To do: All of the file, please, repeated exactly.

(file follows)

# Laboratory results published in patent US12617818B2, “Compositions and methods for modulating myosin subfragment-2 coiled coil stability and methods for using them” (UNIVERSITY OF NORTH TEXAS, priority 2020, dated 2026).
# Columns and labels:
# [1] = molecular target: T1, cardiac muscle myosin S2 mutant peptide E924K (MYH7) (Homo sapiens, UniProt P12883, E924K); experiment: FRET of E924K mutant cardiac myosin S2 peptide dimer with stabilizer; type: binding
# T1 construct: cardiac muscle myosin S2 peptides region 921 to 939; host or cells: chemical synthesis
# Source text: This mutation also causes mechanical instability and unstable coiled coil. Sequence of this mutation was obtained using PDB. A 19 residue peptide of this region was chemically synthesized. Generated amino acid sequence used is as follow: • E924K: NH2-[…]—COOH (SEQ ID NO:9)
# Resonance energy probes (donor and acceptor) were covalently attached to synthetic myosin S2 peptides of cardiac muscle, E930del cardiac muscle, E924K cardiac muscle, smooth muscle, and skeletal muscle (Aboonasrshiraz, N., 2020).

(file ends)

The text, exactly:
# Laboratory results published in patent US12617818B2, “Compositions and methods for modulating myosin subfragment-2 coiled coil stability and methods for using them” (UNIVERSITY OF NORTH TEXAS, priority 2020, dated 2026).
# Columns and labels:
# [1] = molecular target: T1, cardiac muscle myosin S2 mutant peptide E924K (MYH7) (Homo sapiens, UniProt P12883, E924K); experiment: FRET of E924K mutant cardiac myosin S2 peptide dimer with stabilizer; type: binding
# T1 construct: cardiac muscle myosin S2 peptides region 921 to 939; host or cells: chemical synthesis
# Source text: This mutation also causes mechanical instability and unstable coiled coil. Sequence of this mutation was obtained using PDB. A 19 residue peptide of this region was chemically synthesized. Generated amino acid sequence used is as follow: • E924K: NH2-[…]—COOH (SEQ ID NO:9)
# Resonance energy probes (donor and acceptor) were covalently attached to synthetic myosin S2 peptides of cardiac muscle, E930del cardiac muscle, E924K cardiac muscle, smooth muscle, and skeletal muscle (Aboonasrshiraz, N., 2020).